Gunmen order people off bus, execute 13 Shiite Muslims
QUETTA — Suspected Sunni extremists fatally shot 13 Shiite Muslims execution-style after ordering them off a bus and lining them up Tuesday in southwestern Pakistan, ramping up a campaign of sectarian violence that has exposed Islamabad's inability to protect minorities.
Sunni militants with links to al Qaeda and the Taliban have carried out scores of bombings and shootings across the country against minority Shiites in recent years. But this summer has been especially bloody in Baluchistan province, with at least four major attacks since May.
The gunmen who attacked Tuesday were riding on motorbikes and stopped a bus carrying mostly Shiite Muslims who were headed to work at a vegetable market on the outskirts of Quetta, the capital of Baluchistan province, police official Hamid Shakeel said.
The attackers forced the people off the bus, made them stand in a line and then opened fire, Mr. Shakeel said.
The dead included 13 Shiites and one Sunni, he said. Six people were wounded - four Shiites and two Sunnis.
International team to help with nuclear plant cleanup
TOKYO — A team from the International Atomic Energy Agency will in Japan this week to help with the massive cleanup of areas contaminated by a radiation-leaking nuclear power plant, officials said Tuesday.
Chief Cabinet Secretary Osamu Fujimura said the 12-member team will help plan and conduct the decontamination during its nine-day visit starting Friday.
It also will visit the crippled Fukushima Dai-ichi nuclear power plant, meet with Japanese nuclear officials and compile a report, he said.
A massive March 11 earthquake and tsunami damaged cooling systems at the plant, causing three reactor cores to melt and releasing large amounts of radiation. Tens of thousands of people fled their homes.
Red Cross: Security situation hindering medical efforts
KABUL — The International Committee of the Red Cross said Tuesday that deteriorating security in Afghanistan has impeded access to medical care, driving it to critically low levels in some areas of the country after a decade of war.
"Despite improvements in the quality of life for certain sectors of the population over the past decade, the security situation in many areas of the country remains alarming," said Jacques de Maio, the Red Cross' head of operations for South Asia.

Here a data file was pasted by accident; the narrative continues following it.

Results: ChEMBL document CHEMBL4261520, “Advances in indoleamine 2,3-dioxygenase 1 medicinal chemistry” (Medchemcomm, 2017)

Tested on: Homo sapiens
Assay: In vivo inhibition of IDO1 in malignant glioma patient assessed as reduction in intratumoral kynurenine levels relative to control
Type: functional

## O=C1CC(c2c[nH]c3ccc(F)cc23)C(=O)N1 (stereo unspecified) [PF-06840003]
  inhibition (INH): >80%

"Access to medical care is at a critically low point in conflict-affected areas, with local clinics closed in some places because of fighting, attacks on premises, or intimidation of staff," he said.
A recent U.N. report said that the average number of clashes and other attacks each month was running nearly 40 percent higher than the same time last year.
In the midyear report, the U.N. said 1,462 Afghan civilians lost their lives in crossfire between Taliban insurgents and Afghan, U.S. and NATO forces. During the first half of last year, 1,271 Afghan civilians were killed, mostly by roadside bombs.
Prime minister promises to find criminals, toughen laws
NASSAU — The Bahamian prime minister announced Monday that his government will root out criminals, toughen laws, improve the islands' courts, round up unlicensed guns and fund programs aimed at intervening in the lives of at-risk youth.
Prime Minister Hubert Ingraham made the comments in a nationally televised address in the vast archipelago, which has seen a record number of killings this year.
Police say 104 people have been killed so far in 2011. That tops the previous full-year record of 94 set last year.
Mr. Ingraham said the Bahamas is plagued with an "intolerable level of crime, especially violent crime."
While much of the Bahamas, including tourist resorts, is peaceful, tensions run deep in some sections of Grand Bahama and populous New Providence Island, which is home to more than 200,000 people and some of the most famous resorts in the Caribbean nation off Florida's east coast.
Assistant Police Commissioner Hulan Hanna recently told reporters that he is alarmed by the escalating murder rate, but law enforcers are committed to fighting crime on the islands of roughly 340,000 people.
First strategic pact sealed with Afghanistan
NEW DELHI — Afghanistan on Tuesday signed a strategic partnership with India - its first such agreement with any country - recognizing a regional ally largely sidelined during a decade of U.S.-led international efforts to root out terrorists on Afghan soil.
While the pact had been expected, its timing sparked speculation of a shift in regional alignments after Afghan President Hamid Karzai chastised neighboring Pakistan for failing to act against Taliban-led insurgents based within its borders.
After meeting Tuesday, Mr. Karzai and Indian Prime Minister Manmohan Singh spoke about the need for regional peace and prosperity, saying their countries envision a shared future free of extremism and violence.